Hatherley began to focus primarily on the political legibility of urban landscapes, and the depleted energies of modernism that they drew off. Disappointment is present in his earliest pieces. But this is not a loss-obsessed melancholia, because the author understands that modernism was always a warring realm between those who performed for the benefit of the rich and those who developed the capacity to politicise the aesthetic. Modernism is an unfinished project, not a dead one. La luta continua. And the scope or site of that struggle extends from local observations to international ones. For five years, Hatherley spent time in Poland and the former Eastern Bloc. In an echo of Walter Benjamin, drawn to Moscow in pursuit of Asja Lacis, Hatherley followed then-partner Agata Pyzik into the heart of Soviet Constructivism, deepening his understanding of the ‘failed experiments in non-capitalist systems’. Plenty of Western idealists have gone East chasing illusions. Hatherley punctures some and inflates others.
The subtitle of the book, ‘Finding a Home in the Ruins of Modernism’, relays the conundrum. There is no definitive end to modernism, even if at some operative level it is overwritten by an ideological epoch-cum-project called postmodernism. We have the ruins from which our new Jerusalem may be rebuilt. To find a home in ruins does not suggest that the ultimate ambition is to make oneself comfortable amidst the debris. Hatherley’s stance is not the one that Benjamin attributes to New Objectivist Erich Kästner and his ‘left-radical intelligentsia’. These ‘agents or hacks who make a great display of their poverty and turn the gaping void into a feast’ have made themselves ‘comfortable in an uncomfortable situation’. Know-all ironists, they turn political struggle into items of consumption, hawking their Kulturkritik to the highest bidder. Benjamin compares Kästner to a man who contorts himself according to the market’s whims, like someone suffering the spasms of poor digestion.
If Benjamin claims that constipation accompanies melancholy (an early twentieth-century idea recently reaffirmed by scientists exploring the interface of gut microbiome and emotions), Hatherley inverts this logic. The writer has Crohn’s Disease, diagnosed in 2005 after years of gut problems, which makes him dependent on the provision in public space of toilets for urgent access at any moment. ‘The Socialist Lavatory League’, a 2019 essay for the LRB, provides one possible meaning for the title Clean Living Under Difficult Circumstances, as in how does one avoid soiling oneself when the progressive impulses that led St Pancras vestryman George Bernard Shaw to champion a public convenience in Camden Town seem like a pipedream in today’s privatised, austerity-saturated townscape? Hatherley offers a wide-ranging analysis of the significance and practicality of various prominent buildings, but his most trenchant – because most urgent – criticism can be found in the least expected of places (public toilets), figured as a prime site of collective struggle, embodying a civic ideal that recedes by the day.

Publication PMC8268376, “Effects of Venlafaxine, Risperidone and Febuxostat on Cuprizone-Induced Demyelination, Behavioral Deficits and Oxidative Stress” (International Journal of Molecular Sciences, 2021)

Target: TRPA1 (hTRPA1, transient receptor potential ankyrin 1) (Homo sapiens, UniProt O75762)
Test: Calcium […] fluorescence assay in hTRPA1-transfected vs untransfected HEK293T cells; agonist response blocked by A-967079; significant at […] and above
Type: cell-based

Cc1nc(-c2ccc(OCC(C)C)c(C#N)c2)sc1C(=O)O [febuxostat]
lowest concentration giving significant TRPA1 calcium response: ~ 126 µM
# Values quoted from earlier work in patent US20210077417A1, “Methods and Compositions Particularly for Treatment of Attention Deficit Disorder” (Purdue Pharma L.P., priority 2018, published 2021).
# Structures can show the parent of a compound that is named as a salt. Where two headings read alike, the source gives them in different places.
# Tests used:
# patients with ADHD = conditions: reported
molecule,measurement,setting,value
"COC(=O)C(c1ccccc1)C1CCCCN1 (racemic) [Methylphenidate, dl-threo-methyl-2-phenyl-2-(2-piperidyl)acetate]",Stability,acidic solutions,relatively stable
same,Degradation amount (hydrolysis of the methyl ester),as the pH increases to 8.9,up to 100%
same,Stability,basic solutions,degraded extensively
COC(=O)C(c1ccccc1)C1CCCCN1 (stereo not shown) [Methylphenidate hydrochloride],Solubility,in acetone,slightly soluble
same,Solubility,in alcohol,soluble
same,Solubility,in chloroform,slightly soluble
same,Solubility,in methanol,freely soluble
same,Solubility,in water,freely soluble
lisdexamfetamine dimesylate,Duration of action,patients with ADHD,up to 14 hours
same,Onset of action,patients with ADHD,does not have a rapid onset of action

Hatherley’s title also draws, more directly, on a 1978 interview with Who manager Peter Meaden in which he reflected on Modism and Mod living. ‘Clean living under difficult circumstances’ has something to do with keeping yourself and your cheap razors sharp – with remaining slick and neat amid the pressures of factory work and council-house existence. Hatherley stands up for the virtues of council housing and the expanded vistas of the modern tower block, even if his dress is not nattily Mod. Indeed, his floppy-haired, slouchy demeanour and crumpled suits lend him something of the air of his adversary, founding member of the Victorian Society John Betjeman. Hatherley’s defence of post-war council estates, the vision they expressed and the lives they made possible, is not done in the smarmy style of the New Brutalists who benefitted from right-to-buy: hoovering up capaciously dimensioned council flats in the Barbican and elsewhere, and overriding their modernism with Farrow-and-Ballification. It is undertaken from the perspective of someone who grew up in a well-designed Southampton estate and considered it a ‘sanctuary’ which provided stability for his single-parent mother.